Saturday July the 2nd in Hydra, will be inaugurated the in-situ installation of the artwork concieved by Maria Tsagkari, the laureate of the first award for emerging artists from the Mediterranean, created specifically by the artist, commissioned and produced by HYam, and realiezd in collaboration with local craftmen. The project of the artis, mindful of the singularity of the island, will be linked to her researches about the New Green.
“The New Green part 2”, The expectation In-situ installation of Maria Tsagkari
The New Green company, established in 2015, has made the first discovery of a formula that converts the green color found in nature into blue. The company applies this formula to imaginary gardens all around the world by taking a plant-based blue pigment bringing it back to its natural habitat. Through its commercial campaign, the company presents a new trend of worldwide change that starts with the conversion of the natural landscape and promises that the embrace and acceptance of this transformation can make the impossible a reality.
Throughout history, the notion of the garden is a focus point for sharing, hospitality, gathering, as well as a model of demonstrating power, both economic and political, and as proof of imposition of this power and authority.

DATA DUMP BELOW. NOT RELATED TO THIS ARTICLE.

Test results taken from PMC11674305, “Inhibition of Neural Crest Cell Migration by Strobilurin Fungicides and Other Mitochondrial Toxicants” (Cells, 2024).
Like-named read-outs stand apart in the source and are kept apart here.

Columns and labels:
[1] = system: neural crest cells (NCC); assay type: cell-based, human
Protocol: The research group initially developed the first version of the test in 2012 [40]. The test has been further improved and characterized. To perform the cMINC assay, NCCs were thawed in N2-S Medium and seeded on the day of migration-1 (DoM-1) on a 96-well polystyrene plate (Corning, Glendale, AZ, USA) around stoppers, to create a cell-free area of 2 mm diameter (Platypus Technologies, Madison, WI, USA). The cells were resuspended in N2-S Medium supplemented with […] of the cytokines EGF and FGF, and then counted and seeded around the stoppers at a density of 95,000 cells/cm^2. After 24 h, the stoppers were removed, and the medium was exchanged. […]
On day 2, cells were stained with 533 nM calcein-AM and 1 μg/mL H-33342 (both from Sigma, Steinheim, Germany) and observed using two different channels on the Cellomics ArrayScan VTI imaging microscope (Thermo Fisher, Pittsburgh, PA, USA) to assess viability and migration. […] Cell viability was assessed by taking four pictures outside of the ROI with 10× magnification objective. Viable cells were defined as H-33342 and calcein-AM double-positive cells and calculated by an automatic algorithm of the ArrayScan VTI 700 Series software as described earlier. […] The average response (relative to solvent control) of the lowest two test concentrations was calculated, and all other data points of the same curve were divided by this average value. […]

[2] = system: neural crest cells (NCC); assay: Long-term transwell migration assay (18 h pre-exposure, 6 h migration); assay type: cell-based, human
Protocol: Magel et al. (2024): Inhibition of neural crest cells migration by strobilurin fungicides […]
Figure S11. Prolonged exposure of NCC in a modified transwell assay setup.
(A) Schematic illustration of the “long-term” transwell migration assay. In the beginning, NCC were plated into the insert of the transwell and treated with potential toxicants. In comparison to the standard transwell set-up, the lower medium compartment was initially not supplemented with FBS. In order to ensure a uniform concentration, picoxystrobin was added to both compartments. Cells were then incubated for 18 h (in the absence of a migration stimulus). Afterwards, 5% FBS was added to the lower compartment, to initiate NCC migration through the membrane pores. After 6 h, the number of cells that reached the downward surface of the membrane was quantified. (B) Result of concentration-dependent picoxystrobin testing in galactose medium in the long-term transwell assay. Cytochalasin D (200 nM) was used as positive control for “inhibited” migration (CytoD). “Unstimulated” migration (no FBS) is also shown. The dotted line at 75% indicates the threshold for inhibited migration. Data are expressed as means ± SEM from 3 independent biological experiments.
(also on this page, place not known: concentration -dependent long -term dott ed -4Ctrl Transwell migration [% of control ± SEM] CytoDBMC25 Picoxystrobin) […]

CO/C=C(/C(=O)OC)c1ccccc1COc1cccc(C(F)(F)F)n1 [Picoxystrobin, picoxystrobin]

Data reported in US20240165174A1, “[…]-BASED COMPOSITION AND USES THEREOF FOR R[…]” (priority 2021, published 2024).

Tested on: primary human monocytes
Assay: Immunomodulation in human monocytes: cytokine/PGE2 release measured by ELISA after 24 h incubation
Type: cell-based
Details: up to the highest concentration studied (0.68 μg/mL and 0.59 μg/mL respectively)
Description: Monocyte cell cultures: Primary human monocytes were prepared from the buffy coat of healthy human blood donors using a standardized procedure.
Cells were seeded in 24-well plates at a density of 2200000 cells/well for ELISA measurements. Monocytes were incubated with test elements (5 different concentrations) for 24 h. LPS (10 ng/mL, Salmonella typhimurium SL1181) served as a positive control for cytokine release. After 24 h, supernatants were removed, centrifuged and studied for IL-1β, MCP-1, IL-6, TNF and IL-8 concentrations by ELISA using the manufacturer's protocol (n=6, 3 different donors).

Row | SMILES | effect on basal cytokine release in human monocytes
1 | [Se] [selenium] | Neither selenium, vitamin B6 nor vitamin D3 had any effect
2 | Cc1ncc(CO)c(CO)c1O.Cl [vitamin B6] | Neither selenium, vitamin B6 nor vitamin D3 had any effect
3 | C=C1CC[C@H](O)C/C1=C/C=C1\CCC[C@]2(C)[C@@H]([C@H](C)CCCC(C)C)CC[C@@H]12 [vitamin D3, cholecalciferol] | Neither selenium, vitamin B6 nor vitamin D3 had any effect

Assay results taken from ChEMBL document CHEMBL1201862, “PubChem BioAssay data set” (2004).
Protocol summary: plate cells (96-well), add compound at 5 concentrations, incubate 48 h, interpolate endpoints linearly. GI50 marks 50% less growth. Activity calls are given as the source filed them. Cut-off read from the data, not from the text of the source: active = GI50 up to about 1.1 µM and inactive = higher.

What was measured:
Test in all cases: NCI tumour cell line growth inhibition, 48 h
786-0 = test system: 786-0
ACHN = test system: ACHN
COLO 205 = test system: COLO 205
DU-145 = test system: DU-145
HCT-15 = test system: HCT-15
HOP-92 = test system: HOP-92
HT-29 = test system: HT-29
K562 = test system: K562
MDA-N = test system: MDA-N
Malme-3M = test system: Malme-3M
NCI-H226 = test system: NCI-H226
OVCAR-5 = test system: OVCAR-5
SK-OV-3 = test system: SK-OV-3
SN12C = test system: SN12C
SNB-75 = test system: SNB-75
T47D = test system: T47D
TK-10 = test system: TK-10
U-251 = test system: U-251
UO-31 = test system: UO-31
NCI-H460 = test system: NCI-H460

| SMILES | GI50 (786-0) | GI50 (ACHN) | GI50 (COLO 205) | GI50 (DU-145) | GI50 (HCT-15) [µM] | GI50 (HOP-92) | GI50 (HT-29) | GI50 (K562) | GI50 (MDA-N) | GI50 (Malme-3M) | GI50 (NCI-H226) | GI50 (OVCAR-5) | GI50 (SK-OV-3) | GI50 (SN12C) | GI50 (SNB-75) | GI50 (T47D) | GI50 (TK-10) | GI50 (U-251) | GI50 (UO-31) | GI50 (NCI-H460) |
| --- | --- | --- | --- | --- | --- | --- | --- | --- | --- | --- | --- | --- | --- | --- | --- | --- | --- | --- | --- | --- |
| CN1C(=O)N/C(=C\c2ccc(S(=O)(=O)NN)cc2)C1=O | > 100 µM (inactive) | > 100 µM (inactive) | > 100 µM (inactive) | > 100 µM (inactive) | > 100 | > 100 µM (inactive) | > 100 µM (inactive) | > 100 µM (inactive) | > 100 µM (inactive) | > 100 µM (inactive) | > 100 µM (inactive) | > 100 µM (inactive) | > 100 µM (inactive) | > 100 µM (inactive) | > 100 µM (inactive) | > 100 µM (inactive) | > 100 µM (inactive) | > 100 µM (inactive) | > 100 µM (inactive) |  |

On the island of Hydra, where a visitor encounters dozens of busts of historical figures, the New Green presents a monument of an obscure hero who is dedicated to an unattainable fantasy: an anarchic, asymmetric blue garden, which concludes the unfinished novel Heinrich von Ofterdingen, by the German philosopher Novalis, about the myth of a young troubadour in the middle ages. The boy leaves everything behind and delves into the pursuit of a small blue flower, which had haunted his dreams and which mythically embodies the values of the ideal life and pure poetry.
The New Green presents a monument dedicated to the marginal, to the enchantment of a lie, to the hopes that are never confuted due to their very nature as fantasies that never touch the limits of reality. A garden, incorporated into Hydra’s landscape like a promise frozen in time, complements the novel’s ending, which establishes the blue color as the emblematic symbol of romanticism, which took place just before the color was appropriated in the political sphere as an expression of the values promoted by order and democracy. A blue color that encompasses a consensus that stems from its relationship with fluidity, desire, and dreaming, that reveals beyond doubt that literature and the imaginary are integral elements to social and political realities.